First published in The Times, Thursday March 5 2020
On paper this gender-swapped version of Bertolt Brecht’s 1940 comedy looks intriguing. The novelist Denise Mina adapts, with the redoubtable Elaine C Smith in the lead and the award-winning Turkish director Murat Daltaban at the helm. Yet while the production features some fine flourishes, there is no escaping the overall sense of a messy and incoherent assemblage.
Continue reading “Review: Mrs Puntila and Her Man Matti – Royal Lyceum, Edinburgh”
First published in The Times, Monday October 28 2019
In Inua Ellams’s acclaimed play, the barber’s shop is much more than a place to go for a haircut. “This is a space for talk,” says Emmanuel (Anthony Ofoegbu), the proprietor of the busy gents hairdresser that provides the play’s recurring setting. There is a sense throughout that no subject is off limits.
Continue reading “Review: Barber Shop Chronicles”
First published in The Times, Monday September 16 2019
The best-known novel by the Polish science-fiction writer Stanislaw Lem is a story that never dies. Solaris, which depicts a group of scientists attempting contact with a seemingly sentient planet, has been filmed three times, notably by the Russian director Andrei Tarkovsky in 1972 and Steven Soderbergh in 2002, and has been adapted several times for theatre and opera.
Continue reading “Review: Solaris – Lyceum, Edinburgh”
First published in The Times, Monday August 20 2018
In Marguerite Duras’s 1982 novella, The Malady of Death, a man pays a woman to spend time with him at a seaside hotel in order that he might “try to love”. The author sought to recreate on the page the immediacy of the theatre: the spare text is reminiscent of a script with stage directions. At one point, Duras describes the room in which her characters meet as a “theatre”.
Continue reading “Review: La Maladie de la Mort – Lyceum, Edinburgh”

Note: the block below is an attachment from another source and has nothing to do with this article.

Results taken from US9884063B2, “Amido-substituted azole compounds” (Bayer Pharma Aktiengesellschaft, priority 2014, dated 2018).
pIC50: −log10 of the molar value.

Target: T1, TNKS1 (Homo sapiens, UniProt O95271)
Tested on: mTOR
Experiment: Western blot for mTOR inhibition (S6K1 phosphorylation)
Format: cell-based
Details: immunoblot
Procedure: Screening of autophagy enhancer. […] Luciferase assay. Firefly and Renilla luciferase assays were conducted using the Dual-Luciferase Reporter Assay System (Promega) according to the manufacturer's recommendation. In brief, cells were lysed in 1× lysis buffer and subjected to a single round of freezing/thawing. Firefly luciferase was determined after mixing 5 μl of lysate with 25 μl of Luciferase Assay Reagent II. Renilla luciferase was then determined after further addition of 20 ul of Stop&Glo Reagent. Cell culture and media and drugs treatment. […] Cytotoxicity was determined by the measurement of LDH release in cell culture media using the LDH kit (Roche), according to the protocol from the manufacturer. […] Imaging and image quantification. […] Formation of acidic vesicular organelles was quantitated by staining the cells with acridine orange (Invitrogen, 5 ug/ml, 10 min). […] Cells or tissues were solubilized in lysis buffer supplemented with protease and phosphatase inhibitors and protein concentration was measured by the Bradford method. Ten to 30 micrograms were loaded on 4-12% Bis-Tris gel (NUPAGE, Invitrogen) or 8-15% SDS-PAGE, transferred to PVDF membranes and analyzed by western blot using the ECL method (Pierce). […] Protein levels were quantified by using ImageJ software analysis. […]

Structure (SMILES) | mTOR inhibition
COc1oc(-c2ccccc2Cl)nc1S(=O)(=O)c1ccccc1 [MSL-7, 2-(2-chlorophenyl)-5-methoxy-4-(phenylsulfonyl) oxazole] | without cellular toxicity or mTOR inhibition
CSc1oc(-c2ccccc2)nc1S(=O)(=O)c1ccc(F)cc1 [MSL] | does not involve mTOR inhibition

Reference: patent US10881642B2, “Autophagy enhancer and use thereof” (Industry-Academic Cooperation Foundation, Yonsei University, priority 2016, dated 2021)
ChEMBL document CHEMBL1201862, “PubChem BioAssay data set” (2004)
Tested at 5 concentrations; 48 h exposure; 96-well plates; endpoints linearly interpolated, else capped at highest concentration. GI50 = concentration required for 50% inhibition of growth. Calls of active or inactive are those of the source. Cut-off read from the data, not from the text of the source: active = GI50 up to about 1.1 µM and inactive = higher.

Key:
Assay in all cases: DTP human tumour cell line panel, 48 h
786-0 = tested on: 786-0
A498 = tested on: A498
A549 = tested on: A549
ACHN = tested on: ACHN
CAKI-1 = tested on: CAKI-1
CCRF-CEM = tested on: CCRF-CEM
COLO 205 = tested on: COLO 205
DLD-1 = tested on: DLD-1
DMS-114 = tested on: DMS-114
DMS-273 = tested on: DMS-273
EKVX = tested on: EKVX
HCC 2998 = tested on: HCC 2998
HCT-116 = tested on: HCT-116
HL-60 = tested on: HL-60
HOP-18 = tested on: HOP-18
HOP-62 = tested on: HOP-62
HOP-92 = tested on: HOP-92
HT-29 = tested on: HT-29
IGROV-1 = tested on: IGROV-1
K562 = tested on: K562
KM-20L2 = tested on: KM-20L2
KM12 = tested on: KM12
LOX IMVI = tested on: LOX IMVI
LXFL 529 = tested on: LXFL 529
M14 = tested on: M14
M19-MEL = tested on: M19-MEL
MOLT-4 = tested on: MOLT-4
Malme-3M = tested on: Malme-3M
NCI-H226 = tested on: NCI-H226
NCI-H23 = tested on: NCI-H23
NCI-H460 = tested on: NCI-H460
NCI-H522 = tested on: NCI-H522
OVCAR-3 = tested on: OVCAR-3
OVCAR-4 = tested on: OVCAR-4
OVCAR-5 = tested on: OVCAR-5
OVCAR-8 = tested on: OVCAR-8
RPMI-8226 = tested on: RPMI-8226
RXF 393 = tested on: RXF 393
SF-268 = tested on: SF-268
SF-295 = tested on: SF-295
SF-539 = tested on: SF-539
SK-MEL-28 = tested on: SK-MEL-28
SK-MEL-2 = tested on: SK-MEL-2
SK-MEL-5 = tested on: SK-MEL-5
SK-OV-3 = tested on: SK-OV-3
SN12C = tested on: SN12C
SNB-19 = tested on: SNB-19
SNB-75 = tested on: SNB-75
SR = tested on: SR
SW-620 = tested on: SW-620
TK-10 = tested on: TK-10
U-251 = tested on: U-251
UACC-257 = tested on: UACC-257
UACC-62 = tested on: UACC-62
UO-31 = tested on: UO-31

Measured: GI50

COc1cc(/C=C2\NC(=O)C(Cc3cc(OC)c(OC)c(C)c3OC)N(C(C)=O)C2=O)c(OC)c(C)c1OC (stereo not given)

First published in The Times, Thursday May 3 2018
August Strindberg wrote Creditors in 1888 as part of the creative torrent that also produced his most famous work, Miss Julie. Both plays exhibit the visceral dialogue and intense exploration of shifts in power within relationships for which the prolific and influential Swedish playwright is known, while also giving vent to his mordant and rather contradictory view of women. He was known to refer to Siri von Essen, the first of his three wives, as “the vampire”, though he also maintained that “the presence of women tends to elevate men”.
Continue reading “Review: Creditors – Lyceum, Edinburgh”
First published in The Times, Tuesday February 20 2018
While Hannah Cowley is hardly a household name today, the playwright was well known to audiences in the late 18th century, at a time when the theatre was at its peak as a popular art form. Her most successful work, The Belle’s Stratagem, which premiered in 1780, and is a response to George Farquhar’s The Beaux Stratagem, was one of the most revived comedies of the period.
While originally set in London, the action transposes neatly to Georgian Edinburgh in Tony Cownie’s sparkling adaptation, with references to the burgeoning New Town, the loyal toast to the “King over the Water” and cameos from luminaries of the period, including the fiddler, Niel Gow.
Continue reading “Review: The Belle’s Stratagem – Lyceum, Edinburgh”
First published in The Times, Friday August 26 2016
What a pity for Thomas Ostermeier that the legendary Moira Knox is no longer alive to see his raucous Shakespeare adaptation. The production, which originated at Berlin’s renowned Schaubühne am Lehniner Platz, contains all the ingredients that would have had the late Tory councillor and self-appointed guardian of public decency frothing at the mouth and therefore guaranteeing the director an Edinburgh International Festival smash hit.
Continue reading “Review: Richard III – Lyceum, Edinburgh”